We get a very similar story in option (C). Let’s start by finding the domain of this function. First, we notice that is an endpoint of this graph. And we can see that this is the point with the highest 𝑥-coordinate which lies on the graph. This therefore tells us the highest possible input value of the function. The highest input value is zero. And once again, we can see the graph continues infinitely off to the left, which means all values of 𝑥 less than or equal to zero are possible input values of the function. Therefore, the domain of this function is all values less than or equal to zero.

Next, we need to check if the domain and range of this function are equal. And once again, we’re going to use the fact that the range of this function is the set of all 𝑦-coordinates of points which lie on its graph. The lowest 𝑦-coordinate of a point which lies on its graph is the point zero, negative one. The lowest output of this function is negative one. So the domain and range of this function cannot be equal. So option (C) is not correct.

However, we can directly find the range of this function from its diagram. All values greater than or equal to negative one are possible outputs of the function. So the range is the set of values greater than or equal to negative one. We will apply the same process to option (D). We’ll start by finding the domain of this function. We can see the lowest 𝑥-coordinate of a point on the line is the point zero, one with 𝑥-coordinate zero. And since the graph of this function continues infinitely in this direction, we can see that any possible value greater than or equal to zero is a possible input value for our function. The domain of this function is all values greater than or equal to zero.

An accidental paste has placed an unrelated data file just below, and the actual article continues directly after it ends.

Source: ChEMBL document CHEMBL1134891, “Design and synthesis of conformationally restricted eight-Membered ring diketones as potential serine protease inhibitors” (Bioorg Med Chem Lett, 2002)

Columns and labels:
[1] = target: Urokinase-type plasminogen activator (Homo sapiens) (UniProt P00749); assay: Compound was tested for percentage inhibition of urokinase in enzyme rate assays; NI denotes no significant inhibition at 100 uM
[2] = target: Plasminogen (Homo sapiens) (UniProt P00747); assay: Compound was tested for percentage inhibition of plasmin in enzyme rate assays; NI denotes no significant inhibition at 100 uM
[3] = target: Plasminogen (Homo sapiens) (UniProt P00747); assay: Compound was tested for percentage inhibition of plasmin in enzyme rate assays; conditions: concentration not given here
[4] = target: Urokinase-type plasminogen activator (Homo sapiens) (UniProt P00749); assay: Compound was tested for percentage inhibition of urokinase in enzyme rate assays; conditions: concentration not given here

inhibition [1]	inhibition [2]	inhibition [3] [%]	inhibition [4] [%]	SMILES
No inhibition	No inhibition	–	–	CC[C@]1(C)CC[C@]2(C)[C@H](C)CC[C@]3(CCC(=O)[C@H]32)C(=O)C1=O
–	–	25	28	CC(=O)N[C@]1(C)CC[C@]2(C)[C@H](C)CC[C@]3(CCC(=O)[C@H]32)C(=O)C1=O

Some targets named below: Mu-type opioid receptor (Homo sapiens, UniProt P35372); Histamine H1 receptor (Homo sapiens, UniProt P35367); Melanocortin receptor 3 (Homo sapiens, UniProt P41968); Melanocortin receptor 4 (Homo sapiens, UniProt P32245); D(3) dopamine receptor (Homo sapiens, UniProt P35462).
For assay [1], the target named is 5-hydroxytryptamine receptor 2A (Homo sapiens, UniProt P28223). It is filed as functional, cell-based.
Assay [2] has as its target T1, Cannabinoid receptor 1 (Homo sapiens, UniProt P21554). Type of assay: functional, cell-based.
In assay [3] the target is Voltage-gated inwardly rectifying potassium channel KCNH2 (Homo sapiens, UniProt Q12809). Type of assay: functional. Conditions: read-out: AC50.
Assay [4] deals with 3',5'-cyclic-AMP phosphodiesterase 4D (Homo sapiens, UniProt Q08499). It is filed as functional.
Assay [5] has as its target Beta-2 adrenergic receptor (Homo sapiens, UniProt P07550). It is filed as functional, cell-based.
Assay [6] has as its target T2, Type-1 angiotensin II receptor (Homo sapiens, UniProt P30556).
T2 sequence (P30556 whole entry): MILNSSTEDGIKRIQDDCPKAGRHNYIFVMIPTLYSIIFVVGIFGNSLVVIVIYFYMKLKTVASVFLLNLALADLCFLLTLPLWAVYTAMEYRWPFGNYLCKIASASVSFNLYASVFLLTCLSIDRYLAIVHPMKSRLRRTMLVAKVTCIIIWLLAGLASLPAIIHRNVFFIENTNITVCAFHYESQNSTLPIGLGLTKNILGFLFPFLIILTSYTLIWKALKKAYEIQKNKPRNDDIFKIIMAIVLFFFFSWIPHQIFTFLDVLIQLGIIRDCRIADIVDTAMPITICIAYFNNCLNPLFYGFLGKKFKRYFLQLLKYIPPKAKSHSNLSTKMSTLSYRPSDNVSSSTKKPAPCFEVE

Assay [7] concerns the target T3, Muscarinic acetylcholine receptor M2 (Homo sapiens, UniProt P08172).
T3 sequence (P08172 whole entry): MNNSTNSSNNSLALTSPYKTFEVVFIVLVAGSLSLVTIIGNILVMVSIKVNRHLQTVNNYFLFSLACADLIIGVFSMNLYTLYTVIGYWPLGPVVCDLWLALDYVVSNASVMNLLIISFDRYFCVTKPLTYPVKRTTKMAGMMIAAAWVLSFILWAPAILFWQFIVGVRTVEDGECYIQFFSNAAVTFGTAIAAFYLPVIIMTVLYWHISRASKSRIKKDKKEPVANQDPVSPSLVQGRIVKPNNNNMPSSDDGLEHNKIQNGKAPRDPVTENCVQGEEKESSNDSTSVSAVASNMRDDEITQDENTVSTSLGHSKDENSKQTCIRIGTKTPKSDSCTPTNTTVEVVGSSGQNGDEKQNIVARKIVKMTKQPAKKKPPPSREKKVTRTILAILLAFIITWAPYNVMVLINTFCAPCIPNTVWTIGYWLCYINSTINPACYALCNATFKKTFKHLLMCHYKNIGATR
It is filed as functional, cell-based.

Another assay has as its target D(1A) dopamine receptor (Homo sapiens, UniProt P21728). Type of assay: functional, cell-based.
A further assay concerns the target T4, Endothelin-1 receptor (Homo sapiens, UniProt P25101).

We can then use this to determine the range of the function. We can see the lowest 𝑦-coordinate of a point on the curve is one which also means the lowest output of the function is one. However, the domain of this function includes zero. Therefore, zero is not an element of the range of this function. The domain and range are not equal. This is enough to exclude this option. However, we can also find the range of this function from the diagram. On the diagram, we can see as 𝑥 approaches infinity, our function also approaches infinity. And therefore, from the diagram, we can see any possible value of 𝑦 greater than or equal to zero is a 𝑦-coordinate on the curve. The range of the function is all values greater than or equal to one.

Finally, let’s determine the domain and the range in option (E). First, the range is the set of all 𝑥-coordinates of points which lie on the curve. We can see the lowest 𝑥-coordinate of a point on the curve is the point zero, zero. And since the graph of our function continues infinitely to the right, there is a point on the curve for every 𝑥-coordinate greater than or equal to zero. Another way of thinking about this is every vertical line in the form 𝑥 is equal to 𝑐, where 𝑐 is greater than or equal to zero, intersects the curve. And the vertical lines to the left of the vertical axis don’t intersect the line. Therefore, the domain is all values greater than or equal to zero.

And we can see something very similar for the range. Remember, the range of the function is the set of all 𝑦-coordinates of points which lie on its curve. And from the diagram, we can see the lowest 𝑦-coordinate of any point on the curve is the point with coordinate zero, zero. And from the diagram, we can see the end behavior of our graph. As 𝑥 is approaching infinity, 𝑦 is unbounded. 𝑦 is approaching positive infinity. So we can see from the diagram any possible value of 𝑦 greater than or equal to zero is the 𝑦-coordinate of a point on the curve. Therefore, the range of this function is all values greater than or equal to zero.

Therefore, we were able to show of the five given options only the graph in option (E) represents a function which has a domain equal to its range.